It was the preseason finale at Ball Arena, where superstar center Nathan MacKinnon scored twice and rookie defenseman Justin Barron gave the club a final look with nothing at stake.

Barron, 19, will either make the Avs’ opening-night roster or be reassigned to the American Hockey League’s Colorado Eagles. The Avs are carrying 10 defensemen, and if Toews is placed on injured reserve, the club would have to make just one move on the blue line to get down to the maximum 23 players ahead of Wednesday’s opener against the visiting Chicago Blackhawks.

Toews is recovering from offseason shoulder surgery and is expected to miss at least the opener. Makar, who underwent an offseason medical procedure but practiced Friday for the first time in a regular jersey, was originally scheduled to make his preseason debut against the Dallas Stars on Saturday.

Perhaps he didn’t play so Barron, the Avs’ 2020 first-round draft pick, could play Makar’s role on the top pairing and lead the No. 1 power play. Barron partnered with Sam Girard at even strength and ran the top power play with MacKinnon, Mikko Rantanen, Gabe Landeskog and J.T. Compher. He also killed penalties in Colorado’s 4-2 victory to finish 2-4 in the preseason.

MacKinnon scored early in the first period and Rantanen struck on the power play midway through the second. Second-line winger Andre Burakovsky had the primary assist on both goals. MacKinnon scored his second early in the third off a great play/pass by Rantanen. Compher scored a 180-foot empty-net goal in the final minutes.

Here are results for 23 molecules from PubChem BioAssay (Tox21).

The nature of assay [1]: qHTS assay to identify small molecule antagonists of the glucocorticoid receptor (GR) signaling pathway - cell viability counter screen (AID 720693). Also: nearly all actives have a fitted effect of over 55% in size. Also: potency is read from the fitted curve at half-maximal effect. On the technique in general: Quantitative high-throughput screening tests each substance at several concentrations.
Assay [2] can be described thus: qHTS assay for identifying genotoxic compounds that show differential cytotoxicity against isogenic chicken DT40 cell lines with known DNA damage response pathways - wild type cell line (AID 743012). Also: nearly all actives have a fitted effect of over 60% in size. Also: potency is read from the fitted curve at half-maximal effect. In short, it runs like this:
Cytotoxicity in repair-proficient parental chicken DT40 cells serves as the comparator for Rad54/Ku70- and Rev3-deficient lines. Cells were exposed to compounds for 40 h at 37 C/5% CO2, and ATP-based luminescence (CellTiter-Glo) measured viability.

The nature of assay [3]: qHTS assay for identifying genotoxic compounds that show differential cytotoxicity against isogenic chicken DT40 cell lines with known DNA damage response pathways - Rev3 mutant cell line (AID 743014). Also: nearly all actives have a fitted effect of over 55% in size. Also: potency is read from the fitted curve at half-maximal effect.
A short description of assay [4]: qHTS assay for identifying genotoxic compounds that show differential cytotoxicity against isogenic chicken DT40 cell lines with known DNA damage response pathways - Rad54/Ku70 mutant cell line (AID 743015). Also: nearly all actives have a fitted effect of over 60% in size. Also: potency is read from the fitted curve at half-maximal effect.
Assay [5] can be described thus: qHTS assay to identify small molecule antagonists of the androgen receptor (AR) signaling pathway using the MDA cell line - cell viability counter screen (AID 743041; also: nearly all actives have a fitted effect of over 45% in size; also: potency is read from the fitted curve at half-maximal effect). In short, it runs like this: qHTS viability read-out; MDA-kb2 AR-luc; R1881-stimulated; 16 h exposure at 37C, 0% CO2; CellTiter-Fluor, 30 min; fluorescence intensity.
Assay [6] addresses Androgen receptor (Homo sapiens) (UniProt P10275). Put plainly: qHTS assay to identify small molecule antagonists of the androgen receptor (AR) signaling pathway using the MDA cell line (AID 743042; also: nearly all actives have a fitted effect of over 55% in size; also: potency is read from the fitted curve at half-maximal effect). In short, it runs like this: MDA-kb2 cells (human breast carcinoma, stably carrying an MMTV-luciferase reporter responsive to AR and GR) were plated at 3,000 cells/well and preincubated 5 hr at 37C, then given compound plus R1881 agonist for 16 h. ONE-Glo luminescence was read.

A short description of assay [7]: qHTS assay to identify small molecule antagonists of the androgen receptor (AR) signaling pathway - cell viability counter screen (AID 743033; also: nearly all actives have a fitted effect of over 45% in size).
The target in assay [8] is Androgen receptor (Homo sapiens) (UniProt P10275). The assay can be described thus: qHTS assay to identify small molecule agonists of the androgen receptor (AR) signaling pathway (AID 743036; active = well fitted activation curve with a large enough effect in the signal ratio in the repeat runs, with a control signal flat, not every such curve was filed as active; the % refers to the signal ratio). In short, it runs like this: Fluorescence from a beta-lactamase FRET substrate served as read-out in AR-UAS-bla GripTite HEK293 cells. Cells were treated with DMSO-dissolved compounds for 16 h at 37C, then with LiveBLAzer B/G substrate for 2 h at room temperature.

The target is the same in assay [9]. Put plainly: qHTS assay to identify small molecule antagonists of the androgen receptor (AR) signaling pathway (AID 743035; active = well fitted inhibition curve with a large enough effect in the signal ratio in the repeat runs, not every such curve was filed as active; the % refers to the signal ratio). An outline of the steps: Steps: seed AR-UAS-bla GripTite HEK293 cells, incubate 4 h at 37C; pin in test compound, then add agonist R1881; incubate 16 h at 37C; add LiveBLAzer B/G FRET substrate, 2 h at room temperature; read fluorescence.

Goalie Jonas Johansson, who will begin the season as Darcy Kuemper’s backup, played the entire game and stopped 18 shots.

Continue Reading

News

Army general who commanded in Iraq dies of cancer at age 67

Published

on

Army general who commanded in Iraq dies of cancer at age 67

WASHINGTON — Raymond T. Odierno, a retired Army general who commanded American and coalition forces in Iraq at the height of the war and capped a 39-year career by serving as the Army’s chief of staff, has died, his family said Saturday. He was 67.

“The general died after a brave battle with cancer; his death was not related to COVID,” a family statement said. “There are no other details to share at this time. His family is grateful for the concern and asks for privacy.”

Odierno died Friday; the family declined to say where. It said funeral and interment information was not yet available.

President Joe Biden lauded Odierno as a “hero of great integrity and honor.” In a joint statement, the president and First Lady Jill Biden recalled that Odierno spoke at the funeral of their son Beau, who served under Odierno in Iraq and died of brain cancer in 2015.

“Ray was a giant in military circles — dedicated first and always to the service members he commanded and served alongside,” the Bidens said, adding that Odierno and his wife Linda were advocates for military children and families.

“We stand with the Odierno family and all our brave service members who were shaped and molded by General Odierno over his lifetime of service,” they said.

At 6-foot-5, Odierno was an imposing figure. He played football as a cadet at West Point and retained a lifelong interest in the sport. Army Secretary Christine Wormuth wrote on Twitter Saturday evening that Odierno embodied the values of West Point and of the Army itself.

“A leader who was larger than life, we will remember him always for his selfless service to our nation and to our soldiers in and out of uniform,” she wrote.